The Money You Don’t Invest

It’s October 2009. You’ve been putting money into your 401(k) for almost ten years. 118 months to be exact. The amount of money in your account is less than the contributions you’ve made. All the risk, none of the returns. Thanks for playing, if you’re not into the whole brevity thing.

And then the decade turned over and people that were steadfast in the face of incredible pain were rewarded and then some. Every dollar invested (assuming equal contributions every month) turned into two dollars.

This has been an excellent decade to dollar-cost average into the market, as has been the case for much of American history (No, you show Japan, Weimar, etc).

The source of stock returns can be broken down simply into three main buckets: Dividends, earnings growth, and the change in valuations. As Ben Carlson showed, the returns over the last ten years were driven largely by an improvement in fundamentals.

One of the most consensus views today, one that I agree with, is that the returns over the next decade are unlikely to match the returns of the last one. Nick Maggiulli and I were talking about this yesterday and he said, what if this is more like 1989 instead of 1999? These comparisons are silly, but the point Nick was getting at is, what if we’re earlier in the cycle than almost everybody believes? What if earnings continue to grow and people are willing to pay more for them?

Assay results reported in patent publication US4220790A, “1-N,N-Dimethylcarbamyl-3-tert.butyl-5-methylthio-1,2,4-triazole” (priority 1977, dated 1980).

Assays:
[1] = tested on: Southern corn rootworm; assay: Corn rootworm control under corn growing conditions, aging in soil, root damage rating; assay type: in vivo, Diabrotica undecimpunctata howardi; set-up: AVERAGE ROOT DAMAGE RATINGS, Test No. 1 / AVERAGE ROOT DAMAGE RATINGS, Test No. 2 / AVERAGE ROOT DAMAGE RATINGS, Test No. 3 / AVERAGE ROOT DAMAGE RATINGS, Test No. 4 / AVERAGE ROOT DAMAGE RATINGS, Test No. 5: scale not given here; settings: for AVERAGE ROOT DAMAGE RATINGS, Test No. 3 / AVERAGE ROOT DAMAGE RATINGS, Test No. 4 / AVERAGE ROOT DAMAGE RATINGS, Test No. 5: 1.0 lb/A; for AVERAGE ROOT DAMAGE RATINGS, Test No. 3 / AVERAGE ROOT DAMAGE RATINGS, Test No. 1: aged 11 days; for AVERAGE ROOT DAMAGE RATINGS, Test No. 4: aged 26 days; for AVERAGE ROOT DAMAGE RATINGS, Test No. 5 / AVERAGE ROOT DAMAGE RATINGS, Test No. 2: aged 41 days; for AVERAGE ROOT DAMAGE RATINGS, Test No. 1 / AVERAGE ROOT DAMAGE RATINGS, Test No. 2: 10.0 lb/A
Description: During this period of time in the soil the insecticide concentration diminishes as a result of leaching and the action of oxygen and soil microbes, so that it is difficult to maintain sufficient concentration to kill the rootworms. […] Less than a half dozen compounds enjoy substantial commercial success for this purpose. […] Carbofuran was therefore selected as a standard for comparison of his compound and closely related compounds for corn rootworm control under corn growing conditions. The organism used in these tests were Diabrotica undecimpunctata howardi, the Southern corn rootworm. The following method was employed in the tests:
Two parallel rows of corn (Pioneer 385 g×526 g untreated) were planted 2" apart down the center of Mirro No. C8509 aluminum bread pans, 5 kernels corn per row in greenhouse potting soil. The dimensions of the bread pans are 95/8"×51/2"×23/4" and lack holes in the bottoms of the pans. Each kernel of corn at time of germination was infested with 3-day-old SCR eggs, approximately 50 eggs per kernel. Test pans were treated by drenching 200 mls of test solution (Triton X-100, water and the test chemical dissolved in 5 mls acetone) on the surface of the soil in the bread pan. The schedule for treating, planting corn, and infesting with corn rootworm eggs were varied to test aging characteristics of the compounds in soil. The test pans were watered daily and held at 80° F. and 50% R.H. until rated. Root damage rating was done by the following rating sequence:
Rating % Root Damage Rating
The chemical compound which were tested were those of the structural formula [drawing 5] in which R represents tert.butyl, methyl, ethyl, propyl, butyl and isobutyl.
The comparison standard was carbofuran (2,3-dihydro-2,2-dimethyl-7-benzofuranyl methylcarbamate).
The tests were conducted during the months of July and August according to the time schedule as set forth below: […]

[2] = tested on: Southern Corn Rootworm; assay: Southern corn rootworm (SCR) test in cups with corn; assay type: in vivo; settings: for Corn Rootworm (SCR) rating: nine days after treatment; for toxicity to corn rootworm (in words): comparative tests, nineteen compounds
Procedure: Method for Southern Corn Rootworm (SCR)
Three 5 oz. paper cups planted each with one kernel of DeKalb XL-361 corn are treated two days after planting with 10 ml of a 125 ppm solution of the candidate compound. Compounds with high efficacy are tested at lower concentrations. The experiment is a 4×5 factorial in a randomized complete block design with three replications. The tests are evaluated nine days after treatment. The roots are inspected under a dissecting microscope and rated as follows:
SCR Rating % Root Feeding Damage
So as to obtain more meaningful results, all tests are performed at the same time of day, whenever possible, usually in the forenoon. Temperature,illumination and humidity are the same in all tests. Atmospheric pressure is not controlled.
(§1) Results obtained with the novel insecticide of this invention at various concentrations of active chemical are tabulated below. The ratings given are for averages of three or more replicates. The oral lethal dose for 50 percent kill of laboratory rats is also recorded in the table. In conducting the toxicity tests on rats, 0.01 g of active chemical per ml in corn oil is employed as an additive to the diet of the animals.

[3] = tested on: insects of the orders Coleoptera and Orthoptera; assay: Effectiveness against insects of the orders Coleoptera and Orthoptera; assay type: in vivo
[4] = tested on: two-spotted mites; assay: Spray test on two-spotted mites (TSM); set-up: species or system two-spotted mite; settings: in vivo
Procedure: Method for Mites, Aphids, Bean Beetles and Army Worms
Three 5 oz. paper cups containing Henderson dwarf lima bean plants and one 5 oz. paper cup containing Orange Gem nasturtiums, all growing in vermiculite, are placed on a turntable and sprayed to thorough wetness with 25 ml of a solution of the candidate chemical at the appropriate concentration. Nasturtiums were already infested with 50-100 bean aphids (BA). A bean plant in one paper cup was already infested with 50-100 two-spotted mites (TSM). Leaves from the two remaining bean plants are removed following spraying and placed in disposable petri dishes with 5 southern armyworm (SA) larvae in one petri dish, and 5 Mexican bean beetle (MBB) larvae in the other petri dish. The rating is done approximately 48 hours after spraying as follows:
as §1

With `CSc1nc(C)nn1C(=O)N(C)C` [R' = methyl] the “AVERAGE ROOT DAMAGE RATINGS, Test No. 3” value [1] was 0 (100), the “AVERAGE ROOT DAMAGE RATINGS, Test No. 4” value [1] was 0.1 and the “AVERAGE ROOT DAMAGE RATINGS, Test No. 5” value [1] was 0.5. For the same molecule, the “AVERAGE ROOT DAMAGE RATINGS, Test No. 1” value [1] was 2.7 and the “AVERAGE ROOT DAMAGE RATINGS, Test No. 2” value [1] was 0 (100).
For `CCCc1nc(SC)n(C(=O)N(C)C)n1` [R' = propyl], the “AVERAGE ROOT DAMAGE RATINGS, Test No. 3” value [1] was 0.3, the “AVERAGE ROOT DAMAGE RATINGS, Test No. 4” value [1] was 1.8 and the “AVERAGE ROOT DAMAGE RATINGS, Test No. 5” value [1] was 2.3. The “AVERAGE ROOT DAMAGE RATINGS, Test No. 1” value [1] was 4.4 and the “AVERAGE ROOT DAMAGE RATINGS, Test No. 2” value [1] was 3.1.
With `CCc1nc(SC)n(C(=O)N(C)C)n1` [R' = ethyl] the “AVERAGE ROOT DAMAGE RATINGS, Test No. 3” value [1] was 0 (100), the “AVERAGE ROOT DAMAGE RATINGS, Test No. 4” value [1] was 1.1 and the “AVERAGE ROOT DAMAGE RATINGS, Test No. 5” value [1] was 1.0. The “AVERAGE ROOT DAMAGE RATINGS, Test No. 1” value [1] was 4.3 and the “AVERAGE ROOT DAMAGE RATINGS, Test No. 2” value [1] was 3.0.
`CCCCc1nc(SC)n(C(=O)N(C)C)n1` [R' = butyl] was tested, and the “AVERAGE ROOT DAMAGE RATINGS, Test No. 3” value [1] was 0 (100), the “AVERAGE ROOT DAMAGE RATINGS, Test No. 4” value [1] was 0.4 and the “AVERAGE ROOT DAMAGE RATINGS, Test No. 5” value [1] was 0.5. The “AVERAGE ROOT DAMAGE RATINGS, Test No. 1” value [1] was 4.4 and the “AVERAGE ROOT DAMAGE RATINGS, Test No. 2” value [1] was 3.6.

This is not something we’d bet on (well, what are the odds) but it’s an interesting thought experiment all the same. The point Nick was making is that we can never be sure of anything, and therefore it’s important to build a portfolio that you can live with in a wide range of outcomes.

It’s probable that returns will be lower over the next decade but that doesn’t mean you should stop investing if you can afford to. You may not receive the same level of compensation for each unit of risk, but you spend 100% of the money you don’t save.

 

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